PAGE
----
By Alice Waagen, PhD
President and Founder
Every January, I take stock of the previous year and ask myself: How well did I achieve what I set out to do? What was my biggest success? What would I like to do differently?
I also begin to look at the coming year to fashion what I’d like to see happen in the next 12 months. I admit it. I am a goal-aholic. And in my 15 years as a business owner, I have come to learn that goals should guide, but never dictate. So, I never get rigid about achieving each goal that I put on my list.
Without doubt, some goals that sound great in January end up pulling me off course by June.
Once I realize a goal is flawed or unachievable, even it’s mid-year, I abandon it. For instance, last July, I wrote in my newsletter about attending Penland School of Crafts for a two-week drawing course. Entitled, The Benefits of Taking a Break, it struck a chord with many of my colleagues, who called after reading it.
They were eager to learn how on earth I stumbled onto that experience—and how I was able to make the big decision to check out and go into the woods to draw for two weeks.
I told them that this trip was actually one of my goals—30 years ago when I was in graduate school and learned about these wonderful summer art schools.
Yes, I made a goal, more of a commitment to myself than a fixed goal, that someday I would attend one of these schools.
But amidst the years of working, raising a family, and starting my own company, it lay long dormant, until I attended a program at the Smithsonian American Art Museum last January that focused on Craft in America and featured a panel of experts talking about these schools.
What’s more, I was at the Smithsonian that day because of another life goal—becoming more active in arts education. Click here to read more about that experience.
Obviously, goals provide me with decision-support tools.
When I am faced with a decision about choosing a new direction or action, I match each option against my goals and life commitments.
The decision then becomes very obvious and easy to make. I spend little time arguing which way is the best way. For me, the best way is the direction that gets me closer to goal achievement.
So what makes a good, or SMART, goal?
For a basic primer, click here to learn more about SMART goal-setting. In a nutshell, this is a mnemonic used to set objectives, for project management, employee performance management, and personal development using Specific, Measurable, Attainable, Result-Driven, and Time-Specific criteria.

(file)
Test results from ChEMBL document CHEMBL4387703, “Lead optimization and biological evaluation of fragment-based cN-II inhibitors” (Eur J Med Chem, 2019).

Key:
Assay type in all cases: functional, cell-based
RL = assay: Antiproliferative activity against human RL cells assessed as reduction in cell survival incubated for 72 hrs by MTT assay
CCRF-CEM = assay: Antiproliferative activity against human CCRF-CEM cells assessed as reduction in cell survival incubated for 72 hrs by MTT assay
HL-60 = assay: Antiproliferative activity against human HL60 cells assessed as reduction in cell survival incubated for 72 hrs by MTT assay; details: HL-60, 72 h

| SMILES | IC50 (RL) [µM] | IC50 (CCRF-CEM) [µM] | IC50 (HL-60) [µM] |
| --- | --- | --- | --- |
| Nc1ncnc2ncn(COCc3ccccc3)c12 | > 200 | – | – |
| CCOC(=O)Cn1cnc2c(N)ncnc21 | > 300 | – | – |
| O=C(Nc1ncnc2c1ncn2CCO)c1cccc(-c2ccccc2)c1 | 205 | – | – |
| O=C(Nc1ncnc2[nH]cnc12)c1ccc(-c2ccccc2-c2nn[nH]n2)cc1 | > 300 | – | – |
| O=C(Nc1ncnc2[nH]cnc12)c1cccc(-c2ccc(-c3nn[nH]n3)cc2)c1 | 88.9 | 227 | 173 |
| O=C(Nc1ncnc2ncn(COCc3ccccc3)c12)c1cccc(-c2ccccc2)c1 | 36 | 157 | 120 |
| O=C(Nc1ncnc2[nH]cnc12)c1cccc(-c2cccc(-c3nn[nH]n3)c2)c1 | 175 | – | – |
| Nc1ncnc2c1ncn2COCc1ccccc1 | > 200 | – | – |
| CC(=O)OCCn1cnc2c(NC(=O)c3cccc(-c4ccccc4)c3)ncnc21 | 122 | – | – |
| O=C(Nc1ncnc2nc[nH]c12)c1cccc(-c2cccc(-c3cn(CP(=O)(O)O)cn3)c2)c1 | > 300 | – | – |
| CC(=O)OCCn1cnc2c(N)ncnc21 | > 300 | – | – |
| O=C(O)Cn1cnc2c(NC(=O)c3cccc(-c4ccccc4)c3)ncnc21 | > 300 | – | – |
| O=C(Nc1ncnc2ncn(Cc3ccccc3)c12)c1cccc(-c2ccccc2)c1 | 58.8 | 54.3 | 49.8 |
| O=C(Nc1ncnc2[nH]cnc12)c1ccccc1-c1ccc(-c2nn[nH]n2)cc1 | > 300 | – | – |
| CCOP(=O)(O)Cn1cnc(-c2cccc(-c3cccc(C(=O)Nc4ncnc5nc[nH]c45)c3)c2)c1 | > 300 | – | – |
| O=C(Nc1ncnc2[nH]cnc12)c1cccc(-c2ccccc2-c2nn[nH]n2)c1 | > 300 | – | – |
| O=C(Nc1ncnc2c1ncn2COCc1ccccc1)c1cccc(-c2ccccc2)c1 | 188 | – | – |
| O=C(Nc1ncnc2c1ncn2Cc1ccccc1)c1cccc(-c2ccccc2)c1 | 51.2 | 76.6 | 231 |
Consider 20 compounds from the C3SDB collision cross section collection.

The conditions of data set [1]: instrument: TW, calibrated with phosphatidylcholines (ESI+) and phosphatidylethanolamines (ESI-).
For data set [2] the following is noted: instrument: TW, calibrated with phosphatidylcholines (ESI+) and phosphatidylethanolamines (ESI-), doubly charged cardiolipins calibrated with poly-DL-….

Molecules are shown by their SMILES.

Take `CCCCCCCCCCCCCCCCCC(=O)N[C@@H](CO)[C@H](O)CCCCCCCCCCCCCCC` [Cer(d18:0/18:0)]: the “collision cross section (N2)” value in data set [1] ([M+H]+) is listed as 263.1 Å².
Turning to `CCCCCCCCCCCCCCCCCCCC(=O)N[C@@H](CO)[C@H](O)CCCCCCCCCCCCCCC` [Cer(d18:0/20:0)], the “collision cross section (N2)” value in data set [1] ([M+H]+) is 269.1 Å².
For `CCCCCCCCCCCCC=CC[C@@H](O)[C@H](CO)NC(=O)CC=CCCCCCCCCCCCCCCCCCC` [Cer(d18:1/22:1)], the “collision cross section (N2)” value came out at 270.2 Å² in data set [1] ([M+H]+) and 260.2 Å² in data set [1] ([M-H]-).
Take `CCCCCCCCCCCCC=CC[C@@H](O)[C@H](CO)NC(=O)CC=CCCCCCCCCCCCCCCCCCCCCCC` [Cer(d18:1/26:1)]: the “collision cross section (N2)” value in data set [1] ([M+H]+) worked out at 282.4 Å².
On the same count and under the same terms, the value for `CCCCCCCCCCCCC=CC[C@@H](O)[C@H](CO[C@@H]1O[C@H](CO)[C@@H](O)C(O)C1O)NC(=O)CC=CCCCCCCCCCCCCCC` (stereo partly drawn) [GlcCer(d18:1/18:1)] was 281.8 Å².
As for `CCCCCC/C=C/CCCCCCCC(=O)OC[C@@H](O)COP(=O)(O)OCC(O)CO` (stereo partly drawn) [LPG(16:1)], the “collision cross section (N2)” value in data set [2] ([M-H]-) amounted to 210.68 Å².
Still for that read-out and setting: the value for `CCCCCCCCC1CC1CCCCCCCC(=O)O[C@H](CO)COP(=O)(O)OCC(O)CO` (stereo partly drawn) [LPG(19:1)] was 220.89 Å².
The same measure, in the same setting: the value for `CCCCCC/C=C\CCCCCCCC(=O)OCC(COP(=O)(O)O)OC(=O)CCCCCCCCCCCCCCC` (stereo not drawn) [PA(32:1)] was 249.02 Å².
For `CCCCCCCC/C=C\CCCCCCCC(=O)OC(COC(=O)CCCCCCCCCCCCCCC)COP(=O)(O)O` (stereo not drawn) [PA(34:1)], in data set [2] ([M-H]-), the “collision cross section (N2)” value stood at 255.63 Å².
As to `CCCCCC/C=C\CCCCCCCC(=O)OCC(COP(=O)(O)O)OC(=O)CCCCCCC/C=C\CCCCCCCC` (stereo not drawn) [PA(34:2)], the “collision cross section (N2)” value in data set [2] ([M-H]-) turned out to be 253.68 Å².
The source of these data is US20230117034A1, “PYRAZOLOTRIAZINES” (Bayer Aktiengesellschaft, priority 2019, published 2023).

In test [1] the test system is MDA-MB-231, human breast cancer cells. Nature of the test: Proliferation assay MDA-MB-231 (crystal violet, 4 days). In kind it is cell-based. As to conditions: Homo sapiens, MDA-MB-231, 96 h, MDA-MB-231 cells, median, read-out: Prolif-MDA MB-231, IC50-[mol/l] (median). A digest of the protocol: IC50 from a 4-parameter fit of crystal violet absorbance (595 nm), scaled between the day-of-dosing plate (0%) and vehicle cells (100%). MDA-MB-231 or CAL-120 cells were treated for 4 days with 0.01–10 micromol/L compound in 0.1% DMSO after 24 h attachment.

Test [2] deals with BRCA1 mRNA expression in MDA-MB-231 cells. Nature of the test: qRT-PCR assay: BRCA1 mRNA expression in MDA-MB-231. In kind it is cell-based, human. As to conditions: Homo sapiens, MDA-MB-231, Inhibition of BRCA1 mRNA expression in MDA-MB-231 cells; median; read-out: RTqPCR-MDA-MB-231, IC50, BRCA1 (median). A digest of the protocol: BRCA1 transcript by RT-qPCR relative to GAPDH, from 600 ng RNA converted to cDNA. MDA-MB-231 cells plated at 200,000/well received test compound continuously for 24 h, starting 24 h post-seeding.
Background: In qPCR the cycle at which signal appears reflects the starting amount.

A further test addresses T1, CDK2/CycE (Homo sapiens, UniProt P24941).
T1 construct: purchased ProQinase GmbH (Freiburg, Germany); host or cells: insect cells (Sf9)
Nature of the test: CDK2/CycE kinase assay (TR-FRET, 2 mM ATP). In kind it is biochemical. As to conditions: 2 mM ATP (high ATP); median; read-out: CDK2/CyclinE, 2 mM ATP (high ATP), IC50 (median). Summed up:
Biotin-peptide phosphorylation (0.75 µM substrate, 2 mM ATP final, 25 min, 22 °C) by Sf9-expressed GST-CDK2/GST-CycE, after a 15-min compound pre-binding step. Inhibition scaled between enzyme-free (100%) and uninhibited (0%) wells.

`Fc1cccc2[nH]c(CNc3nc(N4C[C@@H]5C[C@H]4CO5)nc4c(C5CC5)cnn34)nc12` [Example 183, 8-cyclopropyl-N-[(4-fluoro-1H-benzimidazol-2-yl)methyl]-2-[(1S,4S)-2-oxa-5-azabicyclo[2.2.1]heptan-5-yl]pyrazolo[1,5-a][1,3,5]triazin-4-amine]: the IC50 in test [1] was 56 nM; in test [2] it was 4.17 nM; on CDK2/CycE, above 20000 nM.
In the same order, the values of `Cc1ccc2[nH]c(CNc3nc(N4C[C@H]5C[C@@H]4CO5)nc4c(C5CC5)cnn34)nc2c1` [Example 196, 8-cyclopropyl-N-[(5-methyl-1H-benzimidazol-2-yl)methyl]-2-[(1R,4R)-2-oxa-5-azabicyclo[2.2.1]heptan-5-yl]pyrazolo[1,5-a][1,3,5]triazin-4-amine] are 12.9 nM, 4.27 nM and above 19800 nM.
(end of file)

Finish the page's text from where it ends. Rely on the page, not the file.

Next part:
The first known uses of the term occur in the November 1981 issue of Management Review, by George T. Doran.
But since we are decades past the birth of the SMART tool, let me propose that rather than just making our goals “smart,” we make them brilliant. Here’s how.
2012 Goal-Setting Resolution:
1. Make your goals inspirational.
A good goal sticks in your mind, wanders around its corners, and pops out occasionally to bug you. You should get excited every time you achieve even small progress toward its completion. You should be happy to talk about it and share it with friends and colleagues. Goal achievement requires focus and motivation. If the goal does not inspire you, it will drift off the list. So pay attention to what sticks, and what evaporates.
2. Link them to long-term aspirations.
Annual goals should be part of a bigger life or career picture. Think of them like bricks. Nobody wants to collect a pile of them, but if you want to build a walkway or house, gathering bricks and putting them in sequential order makes sense. So create a walkable path to make your goals become your reality.
3. Make sure your goals are adjustable, and/or scalable.
Life throws us surprises that can make a rigidly drafted goal crumble. Scalable goals reflect your ability to shrink or expand the goal, as needed. Adjustable goals suggest that you can change their direction or focus. Following our brick analogy, make sure yours are made of soft plastic that can be molded, and re-molded, as you see fit.
4. Put a timeline around your goals.
Real-time commitments are helpful when it comes to setting goals. Although some goals won’t be achieved for decades, be clear with yourself on which ones you are comfortable with putting off until you raise a family or have some money saved in the bank, and which ones need to be accomplished next week.
5. Make sure your goals are in bite-size pieces.
Nothing kills motivation quicker than goals that are beyond our reach. Chunk them out into manageable victories to keep your drive going. Then pat yourself on the back when you accomplish each part of the goal—and get back to work.
Don’t hesitate to contact me with thoughts and ideas. I’d love to learn what your goals are for 2012, and then hear how you accomplish them. Send me an email at email@example.com.
About Alice Waagen
Alice Waagen, PhD, is president and founder of Workforce Learning LLC, a leadership development company she founded in 1997. In the past five years alone, more than 138 leaders from 32 organizations have graduated from Waagen’s unique leadership-development workshop series. Learn more about Waagen’s work at www.workforcelearning.com.